Knee Replacement (AKA knee arthroplasty) is an illness common among the elderly in their 50s and 60s. With increasing life expectancy, it is fast becoming one of the highly opted surgical procedures in most of the developed and developing countries globally. However, in the recent past it has been observed, people as early as in their 40s are experiencing the onset of this disorder.
Knee replacement, basically is a surgical procedure where worn, diseased or damaged weight-bearing surfaces of a knee joint are replaced with artificial surfaces to relieve debilitating pain and disabilities. Although there are several conditions which may lead to a need for knee replacement surgery, arthritis is beats them all. A number of other factors contributing to joint disease include genetics, developmental abnormalities, repetitive injuries and obesity.
Knee joint is the largest, most complex and also the most stressed joint in the body. It is this complexity and stress that causes arthritis; following are few common ones today:
- Osteoarthritis: An age-related wear and tear type of arthritis. It’s usual among people in their 50 years or above, but may occur in younger people too. It causes the cartilage that cushions the knee to soften and wear out. The bones then rub against each another, causing knee pain and stiffness.
- Rheumatoid Arthritis: An autoimmune disease in which the synovial membrane that surrounds the joint becomes inflamed and thickened. This chronic inflammation can damage the cartilage and eventually cause cartilage loss, pain, and stiffness. It is the most common form of a group of disorders termed “inflammatory arthritis.”
- Post-traumatic arthritis: It usually follows a serious knee injury like fractures of the bones surrounding the knee or tears of the knee ligaments which may damage the articular cartilage over time, causing knee pain and limiting knee function.
Some other major causes of pain include meniscus tears, cartilage defects and ligament tears.
A human knee constitutes of three major compartments that include the medial compartment (inside aspect of the knee), the lateral compartment (outside of the knee) and the patellofemoral compartment (in front of the knee).
A knee replacement surgery can be performed as a partial or a total knee replacement procedure. A partial or unicondylar knee replacement, as the name suggests, replaces only the affected compartment of the knee, whereas, in total knee replacement all three constituting compartments of a knee are substituted.
Knee replacement surgery (be it total or partial) is a big decision and is not the only way out for sufferers of debilitating knee pain. Treatment should begin with the most basic cure and progress to the more involved, which may or may not include surgery. Not all treatments are appropriate for every patient. Knee replacement is generally reserved for patients who have tried all of the other treatments and are still left with significant pain during normal activities. Here is a list of few alternatives to knee replacement surgery that one can explore:
- Knee Arthroscopy: Small incisions are made around the knee to insert a small pencil like instruments to trim and smooth out degenerated and worn cartilage.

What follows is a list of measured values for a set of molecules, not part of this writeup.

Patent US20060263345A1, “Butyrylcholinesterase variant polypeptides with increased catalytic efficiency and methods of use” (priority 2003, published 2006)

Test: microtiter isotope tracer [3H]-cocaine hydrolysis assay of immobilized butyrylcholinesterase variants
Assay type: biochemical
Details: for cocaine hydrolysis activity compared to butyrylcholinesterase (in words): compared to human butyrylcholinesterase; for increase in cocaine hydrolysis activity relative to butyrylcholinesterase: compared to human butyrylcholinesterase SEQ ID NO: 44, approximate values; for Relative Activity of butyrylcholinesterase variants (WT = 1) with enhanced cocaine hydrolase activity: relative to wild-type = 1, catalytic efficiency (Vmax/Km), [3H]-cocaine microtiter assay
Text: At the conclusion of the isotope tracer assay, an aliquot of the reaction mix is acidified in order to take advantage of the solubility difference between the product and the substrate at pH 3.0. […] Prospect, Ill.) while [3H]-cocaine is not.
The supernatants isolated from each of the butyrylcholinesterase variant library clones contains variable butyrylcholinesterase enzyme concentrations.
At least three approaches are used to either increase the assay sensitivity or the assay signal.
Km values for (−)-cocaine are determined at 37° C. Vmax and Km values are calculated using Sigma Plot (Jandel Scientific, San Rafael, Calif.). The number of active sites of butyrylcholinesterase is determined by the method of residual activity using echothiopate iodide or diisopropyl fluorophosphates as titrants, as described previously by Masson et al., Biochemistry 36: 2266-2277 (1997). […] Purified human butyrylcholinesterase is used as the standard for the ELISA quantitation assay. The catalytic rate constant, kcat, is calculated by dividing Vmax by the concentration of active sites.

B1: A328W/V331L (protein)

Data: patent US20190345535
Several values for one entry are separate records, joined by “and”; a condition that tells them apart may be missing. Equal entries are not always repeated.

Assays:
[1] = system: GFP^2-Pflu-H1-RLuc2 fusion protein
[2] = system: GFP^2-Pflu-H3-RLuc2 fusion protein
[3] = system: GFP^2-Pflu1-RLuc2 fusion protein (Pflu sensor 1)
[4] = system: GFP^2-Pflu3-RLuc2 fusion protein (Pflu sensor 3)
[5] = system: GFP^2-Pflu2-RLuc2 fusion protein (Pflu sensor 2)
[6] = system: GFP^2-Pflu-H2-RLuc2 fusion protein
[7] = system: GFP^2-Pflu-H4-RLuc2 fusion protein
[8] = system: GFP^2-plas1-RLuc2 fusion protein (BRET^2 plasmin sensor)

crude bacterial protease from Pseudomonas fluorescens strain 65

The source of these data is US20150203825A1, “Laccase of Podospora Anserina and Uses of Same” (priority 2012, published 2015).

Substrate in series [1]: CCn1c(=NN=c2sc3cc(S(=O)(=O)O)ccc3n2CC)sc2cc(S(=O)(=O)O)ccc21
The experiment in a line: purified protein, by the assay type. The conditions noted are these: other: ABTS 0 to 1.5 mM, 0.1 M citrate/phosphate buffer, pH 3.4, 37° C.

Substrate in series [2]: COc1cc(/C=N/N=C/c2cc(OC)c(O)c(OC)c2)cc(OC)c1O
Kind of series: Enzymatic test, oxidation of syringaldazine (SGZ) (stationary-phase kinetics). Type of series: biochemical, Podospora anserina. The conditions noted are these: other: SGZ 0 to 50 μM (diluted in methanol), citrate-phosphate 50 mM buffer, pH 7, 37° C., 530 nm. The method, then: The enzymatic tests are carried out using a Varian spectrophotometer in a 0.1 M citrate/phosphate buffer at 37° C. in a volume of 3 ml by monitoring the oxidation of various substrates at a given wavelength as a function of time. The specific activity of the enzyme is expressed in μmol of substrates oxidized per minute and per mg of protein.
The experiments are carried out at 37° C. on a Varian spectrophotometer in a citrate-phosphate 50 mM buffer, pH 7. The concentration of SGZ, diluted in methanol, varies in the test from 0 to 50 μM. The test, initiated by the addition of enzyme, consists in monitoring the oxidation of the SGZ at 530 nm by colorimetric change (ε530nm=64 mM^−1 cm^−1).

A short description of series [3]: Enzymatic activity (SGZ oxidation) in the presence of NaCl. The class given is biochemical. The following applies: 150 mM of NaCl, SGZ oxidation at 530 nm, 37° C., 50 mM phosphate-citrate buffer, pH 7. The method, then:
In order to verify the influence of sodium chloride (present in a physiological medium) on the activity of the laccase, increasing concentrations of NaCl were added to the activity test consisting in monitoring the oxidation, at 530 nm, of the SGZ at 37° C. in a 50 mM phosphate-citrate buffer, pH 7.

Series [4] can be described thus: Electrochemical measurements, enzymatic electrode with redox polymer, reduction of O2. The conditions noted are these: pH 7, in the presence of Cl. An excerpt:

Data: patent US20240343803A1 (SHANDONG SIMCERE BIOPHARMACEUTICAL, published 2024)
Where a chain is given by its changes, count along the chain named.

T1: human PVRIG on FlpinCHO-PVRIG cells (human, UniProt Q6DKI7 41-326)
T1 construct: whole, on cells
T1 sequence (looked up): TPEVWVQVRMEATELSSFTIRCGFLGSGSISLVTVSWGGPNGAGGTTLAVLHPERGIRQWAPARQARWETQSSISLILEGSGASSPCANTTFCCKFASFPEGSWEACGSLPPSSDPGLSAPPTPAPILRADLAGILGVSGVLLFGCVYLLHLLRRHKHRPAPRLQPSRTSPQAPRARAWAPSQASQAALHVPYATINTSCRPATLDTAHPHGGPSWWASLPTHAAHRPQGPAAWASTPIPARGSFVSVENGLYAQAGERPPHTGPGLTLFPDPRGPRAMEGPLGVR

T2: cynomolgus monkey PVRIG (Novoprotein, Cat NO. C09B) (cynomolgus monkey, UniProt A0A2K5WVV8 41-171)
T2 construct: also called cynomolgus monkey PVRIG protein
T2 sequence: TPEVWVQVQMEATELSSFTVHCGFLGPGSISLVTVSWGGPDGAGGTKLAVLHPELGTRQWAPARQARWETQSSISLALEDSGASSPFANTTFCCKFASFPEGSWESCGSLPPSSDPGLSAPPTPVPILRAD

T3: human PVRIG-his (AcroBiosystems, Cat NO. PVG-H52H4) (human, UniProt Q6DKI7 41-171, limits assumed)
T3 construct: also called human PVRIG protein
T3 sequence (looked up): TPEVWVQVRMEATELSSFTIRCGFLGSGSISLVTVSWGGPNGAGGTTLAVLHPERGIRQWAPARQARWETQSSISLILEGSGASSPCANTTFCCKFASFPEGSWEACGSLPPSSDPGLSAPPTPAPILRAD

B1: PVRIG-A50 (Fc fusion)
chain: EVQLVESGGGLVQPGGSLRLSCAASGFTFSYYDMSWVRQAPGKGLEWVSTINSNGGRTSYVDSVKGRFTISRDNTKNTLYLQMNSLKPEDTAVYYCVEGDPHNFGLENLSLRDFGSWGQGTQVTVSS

- Cartilage Transplantation: This procedure involves replacing healthy cartilage, from an area of the knee that does not bear weight to another area of the knee where the weight-bearing cartilage has been damaged.
- Arthrodesis/ Knee Fusion: When the risk of failure of total knee replacement is considered to be very high, an arthrodesis is recommended. In this operation, the ends of the femur and tibia bones are cut flat, the cut ends are pressed together such that the leg is just slightly bent, and then held in this position by pins, or plates and screws.
Additionally, there are some non-surgical options for patients who have occasional pain and have not tried non-operative treatments or are just not ready for a knee replacement. The non-operative treatment options that such patients can try are:
- Specialized Braces: These braces are designed to create a force which transfers load from an area of the knee where the cartilage is more worn, to an area of the knee where the cartilage is less worn.
- Low-impact exercise: Regular exercise, including joint and muscle exercises, is important to improve strength and flexibility. It may lessen the pain, increase movement, reduce fatigue, and help you look and feel better.
- Weight management: Weight loss helps to ease pain by reducing stress on your joints. After all, your knees bear the full load of your weight plus everything you carry.
- Injections: Sometimes hyaluronic acid, a substance produced in natural, healthy joints, is used to provide temporary relief from knee pain. Anesthetics also may be injected with a corticosteroid anti-inflammatory medicine (usually cortisone) to numb your knee and help ease the pain.
Although, there have been several innovations in technology along with the medicinal breakthroughs to encounter knee joint discomforts, the sheer quantity of knee complaints in recent times is quite high. Consequently, much like in any other health disorders, the best way to deal with knee ailments is prevention and awareness. Awareness will keep us on the lookout for early symptoms, while preventive measures like exercise will keep our knee joints well oiled and smooth functioning. So “stay on the move” and make sure you maintain the health of your knees.